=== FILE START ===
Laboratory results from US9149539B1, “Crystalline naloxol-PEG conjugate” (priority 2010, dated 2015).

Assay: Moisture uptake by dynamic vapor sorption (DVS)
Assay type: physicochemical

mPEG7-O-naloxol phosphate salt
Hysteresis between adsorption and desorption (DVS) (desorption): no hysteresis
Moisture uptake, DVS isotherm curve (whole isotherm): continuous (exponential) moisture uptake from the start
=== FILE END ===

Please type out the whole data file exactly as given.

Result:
Laboratory results from US9149539B1, “Crystalline naloxol-PEG conjugate” (priority 2010, dated 2015).

Assay: Moisture uptake by dynamic vapor sorption (DVS)
Assay type: physicochemical

mPEG7-O-naloxol phosphate salt
Hysteresis between adsorption and desorption (DVS) (desorption): no hysteresis
Moisture uptake, DVS isotherm curve (whole isotherm): continuous (exponential) moisture uptake from the start